Naturally Occurring Chemical Acid In The Brain Reduces Marijuana Addiction?


Kynurenic acid, a naturally occurring chemical in the brain, can help addicts get rid of the habit of  smoking cannabis (marijuana), according to a new study from the University of Maryland. The researchers say the acid inhibits marijuana's effect on the brain's pleasure centers.

The scientists have successfully observed the positive effects of the acid treatment in drug-addicted rats and monkeys. The acid reduced the jolt (provided by THC, an active ingredient in marijuana) in these creatures.

The researchers said that dopamine, the pleasure enhancing neurotransmitter is influenced by the Kynurenic acid. The acid is effective because it blocks the receptors that increase the positive feelings created by dopamine.

According to the Daily Mail UK, THC activates dopamine neurones in the brain, which causes cells to release dopamine.

"Any drug of abuse has to do with dopamine," study researcher Robert Schwarcz, a professor of psychiatry at the University of Maryland, told Live Science. "We found out few years ago that kynurenic acid controls dopamine. All we had to do was put those things together."

The acid produced from bananas and turkey is believed to cause lesser side effects than other prescribed treatments because it occurs naturally in the brain.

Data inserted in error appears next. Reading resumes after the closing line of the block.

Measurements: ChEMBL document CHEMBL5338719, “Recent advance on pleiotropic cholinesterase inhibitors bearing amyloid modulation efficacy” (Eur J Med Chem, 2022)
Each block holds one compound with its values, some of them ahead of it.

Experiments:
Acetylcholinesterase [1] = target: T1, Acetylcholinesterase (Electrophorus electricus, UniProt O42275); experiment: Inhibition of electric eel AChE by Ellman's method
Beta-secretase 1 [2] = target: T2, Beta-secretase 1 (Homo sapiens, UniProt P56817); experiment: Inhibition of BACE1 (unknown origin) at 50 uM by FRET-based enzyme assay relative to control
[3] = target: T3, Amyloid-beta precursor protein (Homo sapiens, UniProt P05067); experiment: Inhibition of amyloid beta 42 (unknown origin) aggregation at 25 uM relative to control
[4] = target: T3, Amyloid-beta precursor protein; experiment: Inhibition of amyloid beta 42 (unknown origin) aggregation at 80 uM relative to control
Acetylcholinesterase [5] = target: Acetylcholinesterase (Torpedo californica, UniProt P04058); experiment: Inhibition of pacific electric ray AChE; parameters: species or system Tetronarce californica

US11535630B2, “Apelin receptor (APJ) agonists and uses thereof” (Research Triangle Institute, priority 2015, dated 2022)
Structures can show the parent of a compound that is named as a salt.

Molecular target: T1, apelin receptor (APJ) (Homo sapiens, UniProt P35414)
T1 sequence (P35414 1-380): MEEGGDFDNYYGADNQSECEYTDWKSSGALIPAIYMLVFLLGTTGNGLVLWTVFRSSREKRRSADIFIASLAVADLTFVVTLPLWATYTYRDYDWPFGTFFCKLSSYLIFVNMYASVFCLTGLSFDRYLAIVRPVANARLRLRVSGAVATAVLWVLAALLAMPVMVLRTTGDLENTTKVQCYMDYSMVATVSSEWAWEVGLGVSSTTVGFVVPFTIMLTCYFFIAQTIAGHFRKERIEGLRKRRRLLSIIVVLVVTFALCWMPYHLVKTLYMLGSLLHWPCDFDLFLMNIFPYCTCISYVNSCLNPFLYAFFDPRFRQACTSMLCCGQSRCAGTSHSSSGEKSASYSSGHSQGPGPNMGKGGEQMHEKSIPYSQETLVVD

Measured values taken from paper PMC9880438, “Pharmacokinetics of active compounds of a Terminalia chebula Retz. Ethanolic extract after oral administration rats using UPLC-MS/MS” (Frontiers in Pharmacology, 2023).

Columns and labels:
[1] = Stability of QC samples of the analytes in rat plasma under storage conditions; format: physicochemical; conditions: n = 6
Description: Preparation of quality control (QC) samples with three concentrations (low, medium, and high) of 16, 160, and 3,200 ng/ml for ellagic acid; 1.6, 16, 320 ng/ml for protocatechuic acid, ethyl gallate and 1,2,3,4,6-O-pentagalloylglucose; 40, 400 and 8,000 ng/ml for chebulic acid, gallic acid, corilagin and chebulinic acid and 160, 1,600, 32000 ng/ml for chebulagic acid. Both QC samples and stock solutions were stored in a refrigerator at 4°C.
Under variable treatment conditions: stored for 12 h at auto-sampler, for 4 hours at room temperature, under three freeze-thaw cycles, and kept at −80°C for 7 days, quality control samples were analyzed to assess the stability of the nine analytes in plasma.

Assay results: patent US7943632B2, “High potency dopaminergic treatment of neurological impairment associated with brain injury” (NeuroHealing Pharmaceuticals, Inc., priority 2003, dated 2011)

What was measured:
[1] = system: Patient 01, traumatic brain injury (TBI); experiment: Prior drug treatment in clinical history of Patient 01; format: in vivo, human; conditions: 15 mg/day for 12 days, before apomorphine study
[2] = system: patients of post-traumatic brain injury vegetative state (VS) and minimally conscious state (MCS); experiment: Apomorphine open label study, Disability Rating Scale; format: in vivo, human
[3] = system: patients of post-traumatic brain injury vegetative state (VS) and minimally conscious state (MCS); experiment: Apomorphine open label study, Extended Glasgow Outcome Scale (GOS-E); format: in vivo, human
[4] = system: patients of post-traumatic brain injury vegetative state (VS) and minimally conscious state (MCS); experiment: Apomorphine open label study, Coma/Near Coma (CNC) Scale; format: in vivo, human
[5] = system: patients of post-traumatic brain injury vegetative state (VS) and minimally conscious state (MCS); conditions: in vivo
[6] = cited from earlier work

The researchers arrived at the conclusion after giving a drug to rats and squirrel monkeys that increased their levels of the acid. They found that the animals displayed less interest in the THC during the acid treatment.

In another experiment, for a short period of time, the researchers removed the creatures from THC. Then they increased their acid levels and gave them THC in small amounts at the same time.

The researchers found that by increasing the levels of the acid, they were able to stop the rats and monkeys from going back to their previous drug abuse patterns.

"We found that you can reduce dopamine levels and the animals behave differently - they don't have relapse, and don't abuse marijuana," Schwarcz said.

"A medication that would safely and effectively assist in the treat­ment of marijuana dependence would be an important step forward in dealing with cannabis-use disorders," Schwarcz told Daily Mail UK.

Until now, the findings have not been tested in people and it is unknown whether the treatment would have negative effects on other parts of the brain as well.

The finding has been published in Nature Neuroscience Journal.

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